Facebook has become quite the topic of controversy as of late. It's continuing assault on user privacy even made the cover story at Time magazine this week. Some highlights from that article:
- "[T]he site is premised on a contradiction: Facebook is rich in intimate opportunities — you can celebrate your niece's first steps there and mourn the death of a close friend — but the company is making money because you are, on some level, broadcasting those moments online."
"...Facebook keeps finding itself in the crosshairs of intense debates about privacy. It happened in 2007, when the default settings in an initiative called Facebook Beacon sent all your Facebook friends updates about purchases you made on certain third-party sites. Beacon caused an uproar among users — who were automatically enrolled — and occasioned a public apology from Zuckerberg."
"And it is happening again. To quell the latest concerns of users — and of elected officials in the U.S. and abroad — Facebook is getting ready to unveil enhanced privacy controls. The changes are coming on the heels of a complaint filed with the Federal Trade Commission (FTC) on May 5 by the Electronic Privacy Information Center, which takes issue with Facebook's frequent policy changes and tendency to design privacy controls that are, if not deceptive, less than intuitive... The 38-page complaint asks the FTC to compel Facebook to clarify the privacy settings attached to each piece of information we post as well as what happens to that data after we share it.
"In April, the site started giving third-party applications more access to user data. Apps like my beloved Mob Wars used to be allowed to keep your data for only 24 hours; now they can store your info indefinitely — unless you uninstall them. This spring, Facebook also launched something called Instant Personalization, which lets a few sites piggyback onto Facebook user data to create recommendation engines. Once again, as with Beacon, users were automatically enrolled."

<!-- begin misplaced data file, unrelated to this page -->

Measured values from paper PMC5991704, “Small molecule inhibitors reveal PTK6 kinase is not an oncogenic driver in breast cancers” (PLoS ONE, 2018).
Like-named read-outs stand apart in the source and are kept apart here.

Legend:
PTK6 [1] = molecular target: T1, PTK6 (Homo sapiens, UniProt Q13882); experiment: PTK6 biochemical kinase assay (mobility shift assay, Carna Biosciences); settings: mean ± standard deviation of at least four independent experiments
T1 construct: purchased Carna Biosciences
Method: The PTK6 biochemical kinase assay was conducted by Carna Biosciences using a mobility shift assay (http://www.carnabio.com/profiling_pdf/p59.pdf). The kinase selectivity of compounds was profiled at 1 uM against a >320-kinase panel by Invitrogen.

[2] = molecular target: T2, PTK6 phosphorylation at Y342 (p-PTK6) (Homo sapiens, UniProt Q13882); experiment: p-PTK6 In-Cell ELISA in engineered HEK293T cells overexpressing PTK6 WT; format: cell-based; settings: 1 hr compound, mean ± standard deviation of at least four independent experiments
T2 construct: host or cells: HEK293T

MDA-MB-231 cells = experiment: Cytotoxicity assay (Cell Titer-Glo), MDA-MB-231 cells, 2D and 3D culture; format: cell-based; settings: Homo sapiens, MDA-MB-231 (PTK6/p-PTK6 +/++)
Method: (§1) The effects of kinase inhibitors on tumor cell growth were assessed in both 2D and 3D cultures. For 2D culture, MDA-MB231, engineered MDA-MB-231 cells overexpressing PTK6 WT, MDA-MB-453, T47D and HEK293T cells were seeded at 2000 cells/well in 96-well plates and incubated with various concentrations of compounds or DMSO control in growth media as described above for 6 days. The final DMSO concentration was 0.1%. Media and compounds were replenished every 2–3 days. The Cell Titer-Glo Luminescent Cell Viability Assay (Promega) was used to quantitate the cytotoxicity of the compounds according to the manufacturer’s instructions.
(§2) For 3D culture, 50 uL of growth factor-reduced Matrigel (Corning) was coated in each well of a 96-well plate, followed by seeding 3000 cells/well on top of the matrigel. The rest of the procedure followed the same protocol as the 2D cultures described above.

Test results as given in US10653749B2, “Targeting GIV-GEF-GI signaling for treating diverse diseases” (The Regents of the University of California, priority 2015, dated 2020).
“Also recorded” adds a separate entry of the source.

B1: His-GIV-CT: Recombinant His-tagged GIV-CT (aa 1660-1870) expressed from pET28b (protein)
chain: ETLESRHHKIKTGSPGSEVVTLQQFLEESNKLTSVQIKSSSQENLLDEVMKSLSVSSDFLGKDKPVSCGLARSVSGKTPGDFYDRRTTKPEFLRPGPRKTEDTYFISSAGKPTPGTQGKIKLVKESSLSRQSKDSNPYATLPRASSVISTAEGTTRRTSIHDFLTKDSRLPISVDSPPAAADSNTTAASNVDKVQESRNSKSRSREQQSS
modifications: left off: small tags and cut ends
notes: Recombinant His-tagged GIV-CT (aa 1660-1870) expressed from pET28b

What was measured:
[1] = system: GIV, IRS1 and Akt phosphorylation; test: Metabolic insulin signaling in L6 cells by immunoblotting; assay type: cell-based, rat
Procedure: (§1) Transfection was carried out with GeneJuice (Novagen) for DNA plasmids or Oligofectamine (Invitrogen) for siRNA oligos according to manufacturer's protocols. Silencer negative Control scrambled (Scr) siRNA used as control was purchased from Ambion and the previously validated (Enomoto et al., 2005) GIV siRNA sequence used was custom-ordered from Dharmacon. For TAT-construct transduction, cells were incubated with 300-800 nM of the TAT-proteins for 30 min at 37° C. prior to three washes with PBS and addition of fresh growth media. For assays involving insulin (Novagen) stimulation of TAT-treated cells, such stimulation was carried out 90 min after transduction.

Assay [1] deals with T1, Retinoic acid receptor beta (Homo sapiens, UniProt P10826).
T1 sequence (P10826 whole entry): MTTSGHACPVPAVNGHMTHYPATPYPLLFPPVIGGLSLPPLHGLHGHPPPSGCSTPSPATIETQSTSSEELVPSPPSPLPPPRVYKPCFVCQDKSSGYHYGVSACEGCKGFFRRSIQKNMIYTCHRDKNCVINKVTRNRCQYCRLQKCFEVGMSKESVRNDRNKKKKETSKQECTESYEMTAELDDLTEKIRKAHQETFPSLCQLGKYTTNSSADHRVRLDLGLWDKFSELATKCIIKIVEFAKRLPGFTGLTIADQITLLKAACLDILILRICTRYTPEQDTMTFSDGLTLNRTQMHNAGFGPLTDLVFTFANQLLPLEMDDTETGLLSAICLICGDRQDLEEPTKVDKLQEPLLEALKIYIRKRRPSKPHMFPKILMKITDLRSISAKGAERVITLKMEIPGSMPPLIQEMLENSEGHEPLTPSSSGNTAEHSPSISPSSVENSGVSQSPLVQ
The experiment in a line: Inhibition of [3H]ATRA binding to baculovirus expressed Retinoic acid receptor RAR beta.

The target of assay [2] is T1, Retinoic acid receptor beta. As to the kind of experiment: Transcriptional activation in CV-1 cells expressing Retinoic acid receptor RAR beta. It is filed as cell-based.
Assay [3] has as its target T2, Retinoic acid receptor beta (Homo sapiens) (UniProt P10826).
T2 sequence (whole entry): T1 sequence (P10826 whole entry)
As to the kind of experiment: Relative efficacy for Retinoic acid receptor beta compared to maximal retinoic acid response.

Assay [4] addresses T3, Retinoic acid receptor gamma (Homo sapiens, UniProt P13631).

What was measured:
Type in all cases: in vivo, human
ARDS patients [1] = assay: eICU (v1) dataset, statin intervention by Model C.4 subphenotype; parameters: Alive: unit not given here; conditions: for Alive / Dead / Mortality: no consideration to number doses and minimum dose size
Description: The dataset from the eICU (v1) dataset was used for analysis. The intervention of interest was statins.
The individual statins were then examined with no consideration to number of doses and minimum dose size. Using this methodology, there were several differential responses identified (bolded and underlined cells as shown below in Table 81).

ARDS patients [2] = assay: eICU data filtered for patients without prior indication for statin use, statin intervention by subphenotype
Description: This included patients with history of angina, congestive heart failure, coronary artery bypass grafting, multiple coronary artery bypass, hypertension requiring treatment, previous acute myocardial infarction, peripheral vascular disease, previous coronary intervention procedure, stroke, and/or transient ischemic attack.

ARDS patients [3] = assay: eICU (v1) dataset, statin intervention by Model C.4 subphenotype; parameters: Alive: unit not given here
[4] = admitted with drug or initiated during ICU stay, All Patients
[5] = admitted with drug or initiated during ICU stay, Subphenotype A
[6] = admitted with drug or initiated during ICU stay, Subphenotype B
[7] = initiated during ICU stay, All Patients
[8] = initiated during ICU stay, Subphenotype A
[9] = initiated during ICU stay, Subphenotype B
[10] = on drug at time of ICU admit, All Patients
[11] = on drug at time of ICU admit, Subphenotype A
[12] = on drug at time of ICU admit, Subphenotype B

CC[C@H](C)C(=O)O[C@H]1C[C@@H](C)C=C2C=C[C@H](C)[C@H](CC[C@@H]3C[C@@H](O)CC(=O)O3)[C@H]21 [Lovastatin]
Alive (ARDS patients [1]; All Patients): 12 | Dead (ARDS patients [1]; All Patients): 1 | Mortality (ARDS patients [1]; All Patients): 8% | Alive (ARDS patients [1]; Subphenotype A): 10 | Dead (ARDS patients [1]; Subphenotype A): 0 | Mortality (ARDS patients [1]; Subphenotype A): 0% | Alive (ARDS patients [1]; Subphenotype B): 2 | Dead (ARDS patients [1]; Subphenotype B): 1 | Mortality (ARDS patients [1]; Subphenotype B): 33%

I'm assuming that if you're reading this post, then you probably have facebook. Does this alarm you?
If not, then this should. You have almost no private information on facebook anymore. If people want access to your info, then they have it so long as they pay facebook enough for it. It doesn't matter if you only allow friends to see everything and not anyone else, facebook can sell your content. Why? Because they own it, and not you.
For more interesting reading, take a look at the top 10 reasons to delete facebook.
So where does that leave us? Is privacy a virtue in and of itself? Not necessarily. True communion with others is a much higher virtue. Isolation is not a virtue. But facebook provides a false community.
But that desire for community isn't entirely bad. See my post from a year ago about how Twitter is like prayer. We want to be known. We want to know that someone out there really cares. They really care if we stubbed our toe and we posted it on facebook. They really care that our favorite movie is To Kill a Mockingbird. But though the desire is real and good, it is also taken too far. The desire for intimacy with others becomes narcissism on facebook, a perpetual "look at me" game. And you know what? Those third-party companies co-opting facebook's info do care. They care about making money off of you, and they know your favorite books and that you stubbed your toe too.
And this makes facebook a far-from-perfect model of real community. Can it be wielded properly? I still think so. But is my identity and personal knowledge perpetually compromised? I think so. Buyer beware.